Legislature and Policy Change
The goal of our legislative agenda is to make sure our democratically elected representatives are hearing the collective voice of their constituents and honoring their wishes. Unfortunately in the era we live in it’s all too common for the interests of the 1% to dictate government policy, very often at the expense of the majorities well being. This is particularly hard on those who have already been disenfranchised by a broken system that seems designed to keep folks who have been knocked down from standing back up. Nationwide, single mothers and their children are the population most likely to be poor; 29% of female-headed households live in poverty, 45% if they contain children under the age of five. Single mothers and their children make up 80% of the nations welfare recipients. In the face of such daunting statistics we refuse to accept this injustice as inevitable; together we can make ourselves heard.
POWER’s legislative platform is designed by our members, 90% of whom are women, 80% of which live below the poverty line. Our members make themselves heard by doing outreach in their communities, hosting community meetings, leading workshops, as well as writing and phoning their legislative representatives about their firsthand experiences with DSHS and suggested improvements. A cornerstone of this effort is registering low-income women to vote, and continuing their voter education through our newsletters and community conversations. This model of grassroots organizing helps participants become more civically engaged and continue the outreach efforts themselves. As a communally led organization POWER encourages each and every one of its members to lead the charge in creating the change they would like to see.
In 2011 alone we registered hundreds of low-income voters, and prepared over 50 parents to meet with their legislators, presenting powerful testimony before local, state, and national committees. Participants used their individual stories to enact statewide changes in the welfare offices, increasing accessibility to people with literacy, language, and other barriers. Our Seattle and Olympia members attend Regional meetings with Department of Social and Health Services (DSHS) officials. We are the only benefit recipients involved in regional welfare planning. Several legislators contacted us for information or stories about how the time limit on welfare benefits are affecting families. We answered their questions and referred them to agencies that might be able to provide more information about the increased needs for services. During the 2011 legislative session we attended a conference call with the Governor’s office and weekly meetings with allies. Five POWER members testified at legislative hearings to ask for a more humane budget, increased revenue, and improvements to Children’s Protective Services and the Department of Social and Health services. Three of the bills we favored passed.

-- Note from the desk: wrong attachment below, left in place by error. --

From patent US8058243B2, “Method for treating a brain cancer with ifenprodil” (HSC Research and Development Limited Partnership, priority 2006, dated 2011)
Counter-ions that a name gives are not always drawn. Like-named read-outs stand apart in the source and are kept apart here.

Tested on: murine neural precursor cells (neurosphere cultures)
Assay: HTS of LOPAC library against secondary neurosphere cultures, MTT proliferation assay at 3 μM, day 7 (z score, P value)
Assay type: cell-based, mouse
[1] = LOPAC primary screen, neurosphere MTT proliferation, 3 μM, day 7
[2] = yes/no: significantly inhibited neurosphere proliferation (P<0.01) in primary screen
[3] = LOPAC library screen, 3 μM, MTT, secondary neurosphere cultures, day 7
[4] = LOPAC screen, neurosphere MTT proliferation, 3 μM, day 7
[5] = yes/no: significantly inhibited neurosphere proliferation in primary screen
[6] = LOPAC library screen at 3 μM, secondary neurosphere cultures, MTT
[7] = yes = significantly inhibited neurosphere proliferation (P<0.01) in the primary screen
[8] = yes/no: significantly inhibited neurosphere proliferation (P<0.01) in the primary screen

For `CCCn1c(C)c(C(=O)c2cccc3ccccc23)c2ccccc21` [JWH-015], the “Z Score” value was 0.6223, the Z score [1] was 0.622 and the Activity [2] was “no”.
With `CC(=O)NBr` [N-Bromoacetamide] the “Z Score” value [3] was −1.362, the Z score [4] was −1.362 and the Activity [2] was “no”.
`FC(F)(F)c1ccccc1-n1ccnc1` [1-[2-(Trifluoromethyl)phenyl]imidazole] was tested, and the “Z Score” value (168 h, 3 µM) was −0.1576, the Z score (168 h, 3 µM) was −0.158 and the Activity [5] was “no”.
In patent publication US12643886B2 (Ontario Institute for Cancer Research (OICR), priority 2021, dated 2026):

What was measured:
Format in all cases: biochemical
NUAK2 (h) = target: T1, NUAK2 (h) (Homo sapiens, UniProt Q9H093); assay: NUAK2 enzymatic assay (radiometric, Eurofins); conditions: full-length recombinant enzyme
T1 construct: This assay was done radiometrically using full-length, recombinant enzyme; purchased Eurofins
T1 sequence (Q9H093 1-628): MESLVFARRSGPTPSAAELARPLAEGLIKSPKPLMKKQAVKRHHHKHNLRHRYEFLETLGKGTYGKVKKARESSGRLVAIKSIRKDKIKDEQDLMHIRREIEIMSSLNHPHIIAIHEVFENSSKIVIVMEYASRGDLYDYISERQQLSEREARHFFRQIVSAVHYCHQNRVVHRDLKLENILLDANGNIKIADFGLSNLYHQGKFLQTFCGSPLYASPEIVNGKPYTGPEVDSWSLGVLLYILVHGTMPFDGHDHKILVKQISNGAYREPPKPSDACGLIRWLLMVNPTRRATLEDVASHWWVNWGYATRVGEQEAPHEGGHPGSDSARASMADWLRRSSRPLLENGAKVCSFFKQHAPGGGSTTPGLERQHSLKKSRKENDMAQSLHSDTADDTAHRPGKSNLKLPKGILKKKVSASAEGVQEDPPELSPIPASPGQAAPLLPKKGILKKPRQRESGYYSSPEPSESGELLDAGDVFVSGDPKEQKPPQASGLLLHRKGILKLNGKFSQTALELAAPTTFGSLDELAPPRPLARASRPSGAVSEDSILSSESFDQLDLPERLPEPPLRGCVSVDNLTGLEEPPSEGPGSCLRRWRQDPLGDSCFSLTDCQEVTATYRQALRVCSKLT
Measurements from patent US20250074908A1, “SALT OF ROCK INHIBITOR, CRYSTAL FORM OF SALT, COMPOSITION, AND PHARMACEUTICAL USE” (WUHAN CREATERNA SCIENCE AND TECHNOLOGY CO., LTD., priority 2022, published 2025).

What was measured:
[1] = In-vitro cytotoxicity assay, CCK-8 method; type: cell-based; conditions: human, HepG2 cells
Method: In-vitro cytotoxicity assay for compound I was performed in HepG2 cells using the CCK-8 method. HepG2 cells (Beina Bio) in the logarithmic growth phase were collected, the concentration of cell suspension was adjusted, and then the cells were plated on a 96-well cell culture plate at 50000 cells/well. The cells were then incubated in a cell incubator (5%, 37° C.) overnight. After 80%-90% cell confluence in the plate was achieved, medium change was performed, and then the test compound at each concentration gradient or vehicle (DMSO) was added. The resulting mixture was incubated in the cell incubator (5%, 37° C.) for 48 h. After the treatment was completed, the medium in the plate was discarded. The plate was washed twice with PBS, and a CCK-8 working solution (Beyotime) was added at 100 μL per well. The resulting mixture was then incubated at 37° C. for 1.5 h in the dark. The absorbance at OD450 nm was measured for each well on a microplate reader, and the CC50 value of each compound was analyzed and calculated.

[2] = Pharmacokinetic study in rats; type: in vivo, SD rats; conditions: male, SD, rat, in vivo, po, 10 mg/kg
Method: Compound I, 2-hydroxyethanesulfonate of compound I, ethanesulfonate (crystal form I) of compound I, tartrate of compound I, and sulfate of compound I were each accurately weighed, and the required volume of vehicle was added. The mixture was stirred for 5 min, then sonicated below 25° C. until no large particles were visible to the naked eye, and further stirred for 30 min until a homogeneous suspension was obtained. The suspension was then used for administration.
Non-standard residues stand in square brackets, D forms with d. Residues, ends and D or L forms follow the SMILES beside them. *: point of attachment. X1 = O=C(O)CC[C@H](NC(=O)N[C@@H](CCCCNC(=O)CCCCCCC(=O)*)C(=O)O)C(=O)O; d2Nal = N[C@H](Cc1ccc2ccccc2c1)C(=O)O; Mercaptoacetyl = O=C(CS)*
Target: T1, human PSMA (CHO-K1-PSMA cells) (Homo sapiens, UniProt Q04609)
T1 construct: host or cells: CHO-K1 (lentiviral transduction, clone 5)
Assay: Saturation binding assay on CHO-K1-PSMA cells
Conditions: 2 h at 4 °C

Our hard work paid off at the end of the 2011 legislative session when Governor Gregoire signed into law the cost savings measures we had spent the legislative session presenting in a wide variety of ways. Our suggestions made cutbacks without harming families by allowing parents to choose whether to look for work outside the home or care for their own children, while simultaneously reducing the onerous demands of the ineffective, expensive WorkFirst program. Yet for every step forward there’s a step back. Governor Gregoire also implemented the most draconian set of welfare cuts we’ve seen, ending cash assistance to nearly 13,000 children. The Governor added cuts to childcare, a strict 5-year time limit, severe cuts to cash assistance, and the destruction of the emergency assistance program, which was designed to keep children from homelessness. As a result welfare funds had excess savings while families suffered inhumane consequences.
Despite our setbacks we refuse to let our spirits be hampered. Our unquenchable determination will ultimately prevail despite our hardships. When necessary we express this determination through non-violent protest. Many times throughout the 2011 legislative session POWER members joined thousands of other demonstrators, from a wide variety of organizations, to protest budget cuts. We engaged in street theater, song, chanting, occupying, letters, visits, signs, and rallies. During one such protest Shelly Robbins, a POWER Board member and mother of a special needs child, perfectly encapsulated the spirit of POWER when she joined a group of protestors who refused to leave the capitol until they had a promise from legislators to put people before profits. They were carried from the Capitol by state troopers and given no trespassing warnings. Shelly went back the next day and was arrested. Later, in court, the no trespassing orders were ruled unconstitutional! Like Shelly POWER refuses to leave the capitol until our needs have been met and we receive the security, rights, and dignity we are all entitled to as human beings.